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Wrong Don Sonnamaker?

Don Sonnamaker

Air Force

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I agree to the Terms of Service and Privacy Policy. I understand that I will receive a subscription to ZoomInfo Community Edition at no charge in exchange for downloading and installing the ZoomInfo Contact Contributor utility which, among other features, involves sharing my business contacts as well as headers and signature blocks from emails that I receive.

Air Force

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Background Information

Employment History

Lockheed Martin Corporation


The Boeing Company


Web References(2 Total References)


Welcome to Chronicle Online.com

www.chronicleonline.com [cached]

Don Sonnamaker is one of a handful of workers awarded the Apollo/Saturn V Roll of Honor medal.The honor was given in the 1960s to 1 percent of all workers who helped put a man on the moon.He is pictured above in his Inverness home with a display of NASA memorabilia, letters of recognition and other honors dating back to the early days of the space program.MATTHEW BECK/Chronicle Don Sonnamaker has a right to feel blessed.> Get local Headlines in your EmailHe is one of the crew that successfully put the first men on the moon.He is a man who has medals, commendations and plenty of documentation, including mention in the Apollo/Saturn V Roll of Honor, a valued part of the Apollo missions to the Moon, which have been described as the greatest technological mobilization the world has known."I think it's part of God's grace that the son of a west Texas sharecropper like me could end up being part of one of the most important things mankind has ever done," he says.Sonnamaker is a sober, God-fearing man with a long career of increasing responsibilities, now in comfortable retirement with his wife Margaret in Inverness.He grew up on a farm outside of Spur, Texas, and worked hard and learned he had a talent for working with machinery.Most especially, he said, he gained stamina and learned the value of endurance."We were coming home and admiring the beautiful crop of cotton growing in our fields.We had gone through three years of crop failures, so we were feeling pretty proud, but then my dad saw the storm clouds coming out on the horizon," Sonnamaker said.Sonnamaker said that in 1951 when he got a draft notice, he followed the advice of his three brothers who had served in World War II.He joined the Air Force and learned how to be a jet engine mechanic.He had a great time working on B-47 bombers for the Strategic Air Command worldwide, based out of MacDill Air Force Base in Tampa.That's where he met his wife, Margaret.After his enlistment, he went to work for Lockheed first, and then for Pratt & Whitney in Palm Beach where he said he had the most fun of his career, and the most dangerous time of his life working on experimental rocket engines using exotic fuels.With that experience he went to work for Boeing Corporation in Florida, the main contractor for the Apollo/Saturn V project that had as its ultimate mission to put a man on the moon.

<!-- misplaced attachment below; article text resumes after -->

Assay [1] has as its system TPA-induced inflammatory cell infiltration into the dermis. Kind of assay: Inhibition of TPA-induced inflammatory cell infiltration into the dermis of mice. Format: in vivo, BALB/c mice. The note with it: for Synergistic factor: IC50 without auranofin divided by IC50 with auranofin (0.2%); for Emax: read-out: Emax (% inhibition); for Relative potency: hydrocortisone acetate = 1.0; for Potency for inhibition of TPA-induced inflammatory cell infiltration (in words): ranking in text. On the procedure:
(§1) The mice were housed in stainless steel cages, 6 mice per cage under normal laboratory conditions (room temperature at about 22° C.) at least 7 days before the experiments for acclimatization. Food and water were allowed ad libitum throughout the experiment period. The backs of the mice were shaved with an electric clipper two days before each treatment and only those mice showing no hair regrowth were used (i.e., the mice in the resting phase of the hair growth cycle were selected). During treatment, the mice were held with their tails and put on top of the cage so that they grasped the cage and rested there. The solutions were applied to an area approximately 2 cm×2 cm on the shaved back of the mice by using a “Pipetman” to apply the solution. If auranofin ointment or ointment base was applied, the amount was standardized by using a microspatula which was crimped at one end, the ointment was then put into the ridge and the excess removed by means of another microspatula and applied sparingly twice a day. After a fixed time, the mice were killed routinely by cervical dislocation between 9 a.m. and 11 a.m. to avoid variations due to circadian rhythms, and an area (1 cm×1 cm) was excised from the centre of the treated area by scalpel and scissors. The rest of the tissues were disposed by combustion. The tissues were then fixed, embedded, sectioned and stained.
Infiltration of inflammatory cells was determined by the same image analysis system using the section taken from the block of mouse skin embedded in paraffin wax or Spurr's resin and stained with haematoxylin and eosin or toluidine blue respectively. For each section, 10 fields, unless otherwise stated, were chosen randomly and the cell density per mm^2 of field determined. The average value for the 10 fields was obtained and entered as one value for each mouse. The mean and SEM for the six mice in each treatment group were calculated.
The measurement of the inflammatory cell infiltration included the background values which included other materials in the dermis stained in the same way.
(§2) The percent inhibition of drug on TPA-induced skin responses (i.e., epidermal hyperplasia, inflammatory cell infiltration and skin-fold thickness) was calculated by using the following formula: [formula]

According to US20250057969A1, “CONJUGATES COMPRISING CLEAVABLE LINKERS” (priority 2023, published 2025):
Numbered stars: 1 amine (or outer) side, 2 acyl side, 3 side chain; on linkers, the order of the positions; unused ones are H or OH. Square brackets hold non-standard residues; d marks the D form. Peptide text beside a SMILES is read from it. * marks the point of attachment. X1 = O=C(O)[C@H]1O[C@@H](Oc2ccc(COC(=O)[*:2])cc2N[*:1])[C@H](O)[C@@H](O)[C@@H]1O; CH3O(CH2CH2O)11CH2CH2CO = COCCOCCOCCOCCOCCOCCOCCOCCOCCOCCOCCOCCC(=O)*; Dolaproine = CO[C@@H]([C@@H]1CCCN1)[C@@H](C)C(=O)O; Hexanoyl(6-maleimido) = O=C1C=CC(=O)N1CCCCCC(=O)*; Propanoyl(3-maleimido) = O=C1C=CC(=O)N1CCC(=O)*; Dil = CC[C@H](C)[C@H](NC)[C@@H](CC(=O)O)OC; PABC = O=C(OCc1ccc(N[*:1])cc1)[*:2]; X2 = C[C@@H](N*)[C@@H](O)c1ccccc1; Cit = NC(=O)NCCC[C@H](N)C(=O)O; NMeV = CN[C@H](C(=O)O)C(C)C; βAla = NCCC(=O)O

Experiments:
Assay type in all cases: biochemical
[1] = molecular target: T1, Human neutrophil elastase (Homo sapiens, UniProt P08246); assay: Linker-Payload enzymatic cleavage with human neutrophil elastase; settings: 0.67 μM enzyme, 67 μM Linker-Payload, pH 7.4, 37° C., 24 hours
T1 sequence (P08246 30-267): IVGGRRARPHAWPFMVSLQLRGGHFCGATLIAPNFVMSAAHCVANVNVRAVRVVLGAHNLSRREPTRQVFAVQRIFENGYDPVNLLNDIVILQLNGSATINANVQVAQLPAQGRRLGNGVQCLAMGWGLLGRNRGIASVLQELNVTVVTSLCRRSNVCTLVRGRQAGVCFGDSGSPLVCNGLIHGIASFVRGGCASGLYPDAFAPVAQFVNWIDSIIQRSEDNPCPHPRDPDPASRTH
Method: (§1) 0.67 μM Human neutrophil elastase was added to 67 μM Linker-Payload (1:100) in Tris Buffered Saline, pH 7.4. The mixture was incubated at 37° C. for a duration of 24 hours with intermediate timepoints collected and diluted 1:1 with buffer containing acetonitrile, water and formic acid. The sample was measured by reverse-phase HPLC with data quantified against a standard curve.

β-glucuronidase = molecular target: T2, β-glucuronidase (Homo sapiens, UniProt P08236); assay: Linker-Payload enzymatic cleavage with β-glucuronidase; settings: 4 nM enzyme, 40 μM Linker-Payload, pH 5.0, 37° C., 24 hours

Welcome to Chronicle Online.com

www.smcitizen.com [cached]

Don Sonnamaker is one of a handful of workers awarded the Apollo/Saturn V Roll of Honor medal.The honor was given in the 1960s to 1 percent of all workers who helped put a man on the moon.He is pictured above in his Inverness home with a display of NASA memorabilia, letters of recognition and other honors dating back to the early days of the space program.MATTHEW BECK/Chronicle Don Sonnamaker has a right to feel blessed.Sonnamaker is a sober, God-fearing man with a long career of increasing responsibilities, now in comfortable retirement with his wife Margaret in Inverness.He grew up on a farm outside of Spur, Texas, and worked hard and learned he had a talent for working with machinery.Most especially, he said, he gained stamina and learned the value of endurance."We were coming home and admiring the beautiful crop of cotton growing in our fields.We had gone through three years of crop failures, so we were feeling pretty proud, but then my dad saw the storm clouds coming out on the horizon," Sonnamaker said.Sonnamaker said that in 1951 when he got a draft notice, he followed the advice of his three brothers who had served in World War II.He joined the Air Force and learned how to be a jet engine mechanic.He had a great time working on B-47 bombers for the Strategic Air Command worldwide, based out of MacDill Air Force Base in Tampa.That's where he met his wife, Margaret.After his enlistment, he went to work for Lockheed first, and then for Pratt & Whitney in Palm Beach where he said he had the most fun of his career, and the most dangerous time of his life working on experimental rocket engines using exotic fuels.With that experience he went to work for Boeing Corporation in Florida, the main contractor for the Apollo/Saturn V project that had as its ultimate mission to put a man on the moon.


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